Attitudes to 1:1 vary in my school, as I'm sure they do in yours.

I'm computer coordinator and teacher of HSIE, LOTE and IT at a Central (K-12) school in the NSW Southern Tablelands. As computer coordinator, I am many things in my school: I run our network, I fix hardware and software problems, I make IT purchases... but most importantly (imho), I promote the use of ICT in classrooms - across all faculties and from K-12. I strongly believe that 1:1 can greatly enhance teaching and learning in our classrooms (and when kids are outside of class, too!).

Not everyone at my school agrees with me, though, and many who do aren't exactly sure how to approach 1:1 teaching and learning.

Because we're regional, our staff don't have easy access to TPL (which is why PLANE is such an exciting prospect to me). Although Information and Communication Technologies are seen as a priority by our school executive, the reality in our busy school is that there is very little opportunity to provide TPL in ICT at staff development days or during staff meetings. I know that in some other school, ICT-sessions are held at lunchtime or after-school, but that doesn't work at my school due to playground duties, other lunchtime programs, long drives home (some of over 80km), and teachers driving bus runs.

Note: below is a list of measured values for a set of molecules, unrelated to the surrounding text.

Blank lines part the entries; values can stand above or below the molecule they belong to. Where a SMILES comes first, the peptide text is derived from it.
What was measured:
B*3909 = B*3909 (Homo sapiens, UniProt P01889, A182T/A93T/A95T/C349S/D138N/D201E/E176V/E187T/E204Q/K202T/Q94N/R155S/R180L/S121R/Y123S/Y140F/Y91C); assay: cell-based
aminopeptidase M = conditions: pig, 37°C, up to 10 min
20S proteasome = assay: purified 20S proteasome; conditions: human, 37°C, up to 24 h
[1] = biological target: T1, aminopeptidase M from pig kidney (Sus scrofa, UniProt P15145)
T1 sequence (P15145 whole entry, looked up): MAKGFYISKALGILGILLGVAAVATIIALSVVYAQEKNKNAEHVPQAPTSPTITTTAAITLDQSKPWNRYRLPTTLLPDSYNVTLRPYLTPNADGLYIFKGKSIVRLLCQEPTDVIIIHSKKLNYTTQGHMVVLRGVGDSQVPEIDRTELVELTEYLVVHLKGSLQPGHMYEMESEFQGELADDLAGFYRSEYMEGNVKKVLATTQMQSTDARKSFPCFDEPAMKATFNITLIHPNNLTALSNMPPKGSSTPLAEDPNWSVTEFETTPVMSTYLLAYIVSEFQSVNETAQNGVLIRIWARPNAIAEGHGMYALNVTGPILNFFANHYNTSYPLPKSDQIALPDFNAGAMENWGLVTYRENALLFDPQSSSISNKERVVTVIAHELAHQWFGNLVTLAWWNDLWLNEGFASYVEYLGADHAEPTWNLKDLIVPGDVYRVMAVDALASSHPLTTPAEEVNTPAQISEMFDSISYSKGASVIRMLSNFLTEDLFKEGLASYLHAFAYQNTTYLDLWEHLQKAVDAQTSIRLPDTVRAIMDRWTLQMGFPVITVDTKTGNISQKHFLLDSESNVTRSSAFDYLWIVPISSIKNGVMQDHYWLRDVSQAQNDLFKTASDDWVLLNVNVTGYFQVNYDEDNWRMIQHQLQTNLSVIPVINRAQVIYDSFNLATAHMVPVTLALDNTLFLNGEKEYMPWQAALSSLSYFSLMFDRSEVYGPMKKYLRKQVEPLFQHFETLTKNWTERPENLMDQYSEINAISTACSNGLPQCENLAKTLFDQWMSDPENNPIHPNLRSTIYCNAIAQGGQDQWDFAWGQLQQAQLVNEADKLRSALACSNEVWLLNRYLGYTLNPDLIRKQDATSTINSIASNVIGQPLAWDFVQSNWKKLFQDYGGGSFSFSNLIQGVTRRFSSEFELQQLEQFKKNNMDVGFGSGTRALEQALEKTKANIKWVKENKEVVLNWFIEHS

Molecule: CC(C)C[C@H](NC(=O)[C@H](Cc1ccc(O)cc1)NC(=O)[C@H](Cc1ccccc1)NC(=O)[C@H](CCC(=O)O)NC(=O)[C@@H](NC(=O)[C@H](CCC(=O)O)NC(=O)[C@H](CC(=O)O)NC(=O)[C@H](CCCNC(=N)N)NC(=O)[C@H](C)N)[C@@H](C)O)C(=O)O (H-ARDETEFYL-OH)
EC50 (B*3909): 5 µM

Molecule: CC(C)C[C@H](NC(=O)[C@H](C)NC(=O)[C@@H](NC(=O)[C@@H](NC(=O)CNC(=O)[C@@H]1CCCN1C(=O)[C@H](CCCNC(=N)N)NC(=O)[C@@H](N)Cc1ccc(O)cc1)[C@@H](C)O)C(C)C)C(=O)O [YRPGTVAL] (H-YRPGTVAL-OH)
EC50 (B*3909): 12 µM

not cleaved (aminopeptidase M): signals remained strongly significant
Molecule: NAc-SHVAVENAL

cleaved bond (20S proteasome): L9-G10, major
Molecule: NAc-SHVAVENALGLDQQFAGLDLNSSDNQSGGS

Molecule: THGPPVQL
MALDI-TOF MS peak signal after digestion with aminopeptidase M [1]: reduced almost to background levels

So how do I, as computer coordinator and resident geek, support and encourage my colleagues along their 1:1 journeys? I use a combination of incidental learning and pester power. I send emails, I mention ICT "stuff" in passing and in staff briefings, I encourage my students to use webtools in their other classes (and to show them to their teachers)... But the most effective strategy I've found makes use of our common staffroom, particularly our common staff PC lab. It is the simple phrase, "Have you seen this?" I accompany it with a walkthrough of webtool that's ready loaded on my PC and suggest ways that tool could work in my (poor, ambused) colleague's class.

And so, if you wander past my Showcase on Tuesday, be prepared, not only to hear me ask "Have you seen this?", but also to offer some suggestions as to how to use that tool in your classroom, and to introduce me to a new tool that I can take back to my school to pass on.

My 1to1 blog (which we'll be building upon today)

Symbaloo for 1to1 webtools